Certain names are synonymous with 20th Century design and architecture: Le Corbusier, Frank Lloyd Wright among them. Less well known is the name Charlotte Perriand, but she was admitted to their ranks in the 1920's, when she designed tubular-steel chairs with Le Corbusier.
I tend to rattle off these dates and names with little mindfulness to the time that has past. We're talking about nearly 100 years and yet these designs are still modern and, even now, it's easy to imagine how revolutionary such designs seemed to a public used to heavy and fussy furniture.
"That the design of their now-famous furniture was for many years attributed to Le Corbusier alone, that most of her architectural projects never made it past the drawing board, that her far-ranging commissions defied easy classification, that her most significant projects are either gone or off the beaten path: all this only contributed to the enigma" - Holly Brubach, NYT
Enigma? Perhaps not the word I would have chosen. We've seen this before: Eileen Gray, for example. However, in 2005, the Pompidou Centre held a retrospective of Perriand's work. It included her photography, much of which had not been seen before, and exposed how she used photographs as a kind of alternative to a sketchbook, finding inspiration in forms that she would later apply to her designs.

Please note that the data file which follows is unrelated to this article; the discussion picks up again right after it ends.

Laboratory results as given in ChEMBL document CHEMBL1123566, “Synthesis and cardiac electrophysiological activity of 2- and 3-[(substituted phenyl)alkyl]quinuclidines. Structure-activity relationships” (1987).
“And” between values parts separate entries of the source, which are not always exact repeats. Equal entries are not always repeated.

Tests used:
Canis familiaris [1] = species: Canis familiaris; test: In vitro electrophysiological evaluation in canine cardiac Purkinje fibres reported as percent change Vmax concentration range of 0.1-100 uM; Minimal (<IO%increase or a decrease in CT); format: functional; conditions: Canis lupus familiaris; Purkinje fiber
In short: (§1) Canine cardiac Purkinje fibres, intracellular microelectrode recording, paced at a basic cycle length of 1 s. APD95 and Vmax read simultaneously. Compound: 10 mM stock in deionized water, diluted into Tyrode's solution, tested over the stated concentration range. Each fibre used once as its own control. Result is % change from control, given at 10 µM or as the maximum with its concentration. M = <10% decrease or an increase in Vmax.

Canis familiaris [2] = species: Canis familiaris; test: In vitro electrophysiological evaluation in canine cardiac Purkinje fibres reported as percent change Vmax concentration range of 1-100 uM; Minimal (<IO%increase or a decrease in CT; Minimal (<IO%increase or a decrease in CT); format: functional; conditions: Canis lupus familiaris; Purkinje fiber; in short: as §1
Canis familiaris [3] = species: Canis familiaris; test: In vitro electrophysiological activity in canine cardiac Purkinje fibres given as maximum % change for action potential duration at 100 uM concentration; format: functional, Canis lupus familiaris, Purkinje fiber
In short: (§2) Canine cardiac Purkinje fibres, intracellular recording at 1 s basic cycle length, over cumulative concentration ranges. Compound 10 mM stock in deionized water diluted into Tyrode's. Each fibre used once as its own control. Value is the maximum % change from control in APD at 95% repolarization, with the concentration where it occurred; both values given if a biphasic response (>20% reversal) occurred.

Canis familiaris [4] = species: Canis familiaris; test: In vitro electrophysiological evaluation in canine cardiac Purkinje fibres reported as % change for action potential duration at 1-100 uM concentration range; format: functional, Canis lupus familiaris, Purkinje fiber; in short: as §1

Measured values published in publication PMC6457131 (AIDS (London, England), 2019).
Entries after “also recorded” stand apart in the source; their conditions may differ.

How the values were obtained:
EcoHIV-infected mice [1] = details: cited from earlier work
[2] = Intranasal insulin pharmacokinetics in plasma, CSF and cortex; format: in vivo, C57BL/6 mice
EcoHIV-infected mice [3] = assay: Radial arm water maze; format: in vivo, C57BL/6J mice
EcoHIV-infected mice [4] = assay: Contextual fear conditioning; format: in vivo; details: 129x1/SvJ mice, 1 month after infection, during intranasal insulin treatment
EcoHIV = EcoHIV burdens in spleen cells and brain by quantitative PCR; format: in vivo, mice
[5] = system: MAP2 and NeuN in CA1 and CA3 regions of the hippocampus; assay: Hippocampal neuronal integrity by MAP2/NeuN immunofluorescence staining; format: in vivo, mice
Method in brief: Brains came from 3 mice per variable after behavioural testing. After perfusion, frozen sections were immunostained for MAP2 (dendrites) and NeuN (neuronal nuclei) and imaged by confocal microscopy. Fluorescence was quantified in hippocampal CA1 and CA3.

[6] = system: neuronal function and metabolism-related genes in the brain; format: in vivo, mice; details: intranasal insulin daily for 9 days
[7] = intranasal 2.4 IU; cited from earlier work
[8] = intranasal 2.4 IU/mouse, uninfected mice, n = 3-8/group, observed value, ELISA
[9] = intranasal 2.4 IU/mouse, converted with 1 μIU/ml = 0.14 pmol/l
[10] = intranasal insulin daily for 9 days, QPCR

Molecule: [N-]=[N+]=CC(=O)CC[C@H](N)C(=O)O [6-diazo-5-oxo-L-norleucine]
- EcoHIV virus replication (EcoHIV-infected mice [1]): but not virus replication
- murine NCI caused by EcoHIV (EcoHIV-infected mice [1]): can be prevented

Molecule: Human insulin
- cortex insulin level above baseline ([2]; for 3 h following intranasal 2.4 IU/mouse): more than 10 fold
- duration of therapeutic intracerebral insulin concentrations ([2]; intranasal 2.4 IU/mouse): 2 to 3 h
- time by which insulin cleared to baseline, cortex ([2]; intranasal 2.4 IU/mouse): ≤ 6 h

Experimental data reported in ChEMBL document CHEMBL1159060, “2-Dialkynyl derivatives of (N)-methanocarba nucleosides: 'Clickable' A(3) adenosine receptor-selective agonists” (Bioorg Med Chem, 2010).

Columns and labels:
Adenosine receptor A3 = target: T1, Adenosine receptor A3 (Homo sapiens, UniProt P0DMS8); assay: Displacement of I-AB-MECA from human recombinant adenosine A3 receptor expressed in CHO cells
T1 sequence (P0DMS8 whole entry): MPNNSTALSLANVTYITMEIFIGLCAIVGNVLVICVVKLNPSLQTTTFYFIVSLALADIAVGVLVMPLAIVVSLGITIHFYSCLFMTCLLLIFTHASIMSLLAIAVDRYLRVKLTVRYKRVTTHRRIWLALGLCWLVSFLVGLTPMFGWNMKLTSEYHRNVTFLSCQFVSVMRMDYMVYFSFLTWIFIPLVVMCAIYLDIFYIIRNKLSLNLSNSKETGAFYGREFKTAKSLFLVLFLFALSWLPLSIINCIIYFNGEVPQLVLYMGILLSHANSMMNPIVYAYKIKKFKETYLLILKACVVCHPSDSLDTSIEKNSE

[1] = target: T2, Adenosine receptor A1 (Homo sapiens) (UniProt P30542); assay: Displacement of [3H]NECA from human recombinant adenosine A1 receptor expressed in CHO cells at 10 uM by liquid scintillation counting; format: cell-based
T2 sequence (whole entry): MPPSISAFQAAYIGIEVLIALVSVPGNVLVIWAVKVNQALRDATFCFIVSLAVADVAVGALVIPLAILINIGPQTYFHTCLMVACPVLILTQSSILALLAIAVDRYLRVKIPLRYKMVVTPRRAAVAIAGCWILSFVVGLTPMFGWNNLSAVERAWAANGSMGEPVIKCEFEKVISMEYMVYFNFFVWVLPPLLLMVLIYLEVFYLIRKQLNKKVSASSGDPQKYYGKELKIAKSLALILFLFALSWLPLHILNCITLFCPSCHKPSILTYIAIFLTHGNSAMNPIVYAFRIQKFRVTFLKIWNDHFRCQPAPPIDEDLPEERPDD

Perriand not only located beauty and ingenuity in the world around her but assimilated their examples when they were useful to her. - ibid.
Perriand's true genius - perhaps epitomized in the famous photograph of reclined in her chaise longue, was in perceiving the dialogue engineering could enjoy with natural environments and the people who inhabit them.
We could attribute this, perhaps to Perriand's rural background. She later reverted to designing more rustic, hand-carved pieces, in that way stretching the concept of Modernism and modernist spaces. She brought softness into the sometimes cold vision of the Modernists, making it less aloof, more livable, perhaps, or maybe simply reconciling and respecting the past while pushing forward to the future.
My favourite picture of her is the one above. She seems exultant.
Books & links:
Charlotte Perriand by Elisabeth Vedrenne
Charlotte Perriand: Photography: A Wide-Angle Eye by Jacques Barsac, Alfred Paquement, Gilles Chazal and Francois Cheval
Charlotte Perriand: Objects and Furniture Design by Sandra Dachs, Patricia De Muga and Laura Hintze
Image credits / sources:
1. Charlotte Perriand on the B306 Chaise Longue, 1928 Design: Charlotte Perriand, Le Corbusier, Edouard Jeanneret, via
2. Le Corbusier puts a plate behind the head of Charlotte Perriand to resemble a halo, 1928 by Pierre Jeanneret, via
3. Charlotte Perriand, 1930, via